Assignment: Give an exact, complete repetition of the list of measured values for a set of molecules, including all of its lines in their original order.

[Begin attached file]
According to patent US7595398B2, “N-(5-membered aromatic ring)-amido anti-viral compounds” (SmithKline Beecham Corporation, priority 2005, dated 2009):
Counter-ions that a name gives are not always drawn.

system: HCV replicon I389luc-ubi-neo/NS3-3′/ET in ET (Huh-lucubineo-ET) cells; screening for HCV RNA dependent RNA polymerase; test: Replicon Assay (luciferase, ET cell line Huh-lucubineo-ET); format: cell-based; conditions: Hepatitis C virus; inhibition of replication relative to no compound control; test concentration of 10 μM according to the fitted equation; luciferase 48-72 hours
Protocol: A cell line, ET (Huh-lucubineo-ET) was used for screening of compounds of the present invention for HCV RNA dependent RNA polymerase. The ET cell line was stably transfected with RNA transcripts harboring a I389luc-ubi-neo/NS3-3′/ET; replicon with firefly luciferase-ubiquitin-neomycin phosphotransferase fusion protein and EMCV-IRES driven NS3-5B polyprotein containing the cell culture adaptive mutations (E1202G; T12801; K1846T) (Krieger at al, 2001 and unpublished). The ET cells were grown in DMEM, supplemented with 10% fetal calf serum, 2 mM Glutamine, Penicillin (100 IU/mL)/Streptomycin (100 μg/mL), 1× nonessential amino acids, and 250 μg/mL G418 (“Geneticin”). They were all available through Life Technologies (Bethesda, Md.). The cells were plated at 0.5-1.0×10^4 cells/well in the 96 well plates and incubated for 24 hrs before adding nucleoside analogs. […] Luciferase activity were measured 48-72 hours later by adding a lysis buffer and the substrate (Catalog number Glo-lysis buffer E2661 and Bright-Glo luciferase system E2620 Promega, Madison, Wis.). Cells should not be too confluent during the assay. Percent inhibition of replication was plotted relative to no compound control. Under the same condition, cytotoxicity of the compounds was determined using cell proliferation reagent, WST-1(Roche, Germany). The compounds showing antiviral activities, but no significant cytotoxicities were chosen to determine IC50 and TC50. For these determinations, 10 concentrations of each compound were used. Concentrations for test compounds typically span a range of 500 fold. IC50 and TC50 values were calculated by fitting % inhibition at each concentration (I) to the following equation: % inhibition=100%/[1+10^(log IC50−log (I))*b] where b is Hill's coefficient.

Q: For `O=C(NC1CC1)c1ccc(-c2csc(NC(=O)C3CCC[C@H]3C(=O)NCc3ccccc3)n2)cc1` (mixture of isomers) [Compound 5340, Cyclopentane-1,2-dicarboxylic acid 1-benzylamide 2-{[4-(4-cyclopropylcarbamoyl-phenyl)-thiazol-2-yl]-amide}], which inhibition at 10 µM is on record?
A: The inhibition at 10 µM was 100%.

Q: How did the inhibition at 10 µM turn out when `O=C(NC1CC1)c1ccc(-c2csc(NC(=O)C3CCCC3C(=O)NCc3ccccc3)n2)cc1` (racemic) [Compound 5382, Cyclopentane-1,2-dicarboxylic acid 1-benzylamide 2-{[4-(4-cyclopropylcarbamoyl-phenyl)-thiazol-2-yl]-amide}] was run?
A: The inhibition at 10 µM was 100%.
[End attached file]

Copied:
According to patent US7595398B2, “N-(5-membered aromatic ring)-amido anti-viral compounds” (SmithKline Beecham Corporation, priority 2005, dated 2009):
Counter-ions that a name gives are not always drawn.

system: HCV replicon I389luc-ubi-neo/NS3-3′/ET in ET (Huh-lucubineo-ET) cells; screening for HCV RNA dependent RNA polymerase; test: Replicon Assay (luciferase, ET cell line Huh-lucubineo-ET); format: cell-based; conditions: Hepatitis C virus; inhibition of replication relative to no compound control; test concentration of 10 μM according to the fitted equation; luciferase 48-72 hours
Protocol: A cell line, ET (Huh-lucubineo-ET) was used for screening of compounds of the present invention for HCV RNA dependent RNA polymerase. The ET cell line was stably transfected with RNA transcripts harboring a I389luc-ubi-neo/NS3-3′/ET; replicon with firefly luciferase-ubiquitin-neomycin phosphotransferase fusion protein and EMCV-IRES driven NS3-5B polyprotein containing the cell culture adaptive mutations (E1202G; T12801; K1846T) (Krieger at al, 2001 and unpublished). The ET cells were grown in DMEM, supplemented with 10% fetal calf serum, 2 mM Glutamine, Penicillin (100 IU/mL)/Streptomycin (100 μg/mL), 1× nonessential amino acids, and 250 μg/mL G418 (“Geneticin”). They were all available through Life Technologies (Bethesda, Md.). The cells were plated at 0.5-1.0×10^4 cells/well in the 96 well plates and incubated for 24 hrs before adding nucleoside analogs. […] Luciferase activity were measured 48-72 hours later by adding a lysis buffer and the substrate (Catalog number Glo-lysis buffer E2661 and Bright-Glo luciferase system E2620 Promega, Madison, Wis.). Cells should not be too confluent during the assay. Percent inhibition of replication was plotted relative to no compound control. Under the same condition, cytotoxicity of the compounds was determined using cell proliferation reagent, WST-1(Roche, Germany). The compounds showing antiviral activities, but no significant cytotoxicities were chosen to determine IC50 and TC50. For these determinations, 10 concentrations of each compound were used. Concentrations for test compounds typically span a range of 500 fold. IC50 and TC50 values were calculated by fitting % inhibition at each concentration (I) to the following equation: % inhibition=100%/[1+10^(log IC50−log (I))*b] where b is Hill's coefficient.

Q: For `O=C(NC1CC1)c1ccc(-c2csc(NC(=O)C3CCC[C@H]3C(=O)NCc3ccccc3)n2)cc1` (mixture of isomers) [Compound 5340, Cyclopentane-1,2-dicarboxylic acid 1-benzylamide 2-{[4-(4-cyclopropylcarbamoyl-phenyl)-thiazol-2-yl]-amide}], which inhibition at 10 µM is on record?
A: The inhibition at 10 µM was 100%.

Q: How did the inhibition at 10 µM turn out when `O=C(NC1CC1)c1ccc(-c2csc(NC(=O)C3CCCC3C(=O)NCc3ccccc3)n2)cc1` (racemic) [Compound 5382, Cyclopentane-1,2-dicarboxylic acid 1-benzylamide 2-{[4-(4-cyclopropylcarbamoyl-phenyl)-thiazol-2-yl]-amide}] was run?
A: The inhibition at 10 µM was 100%.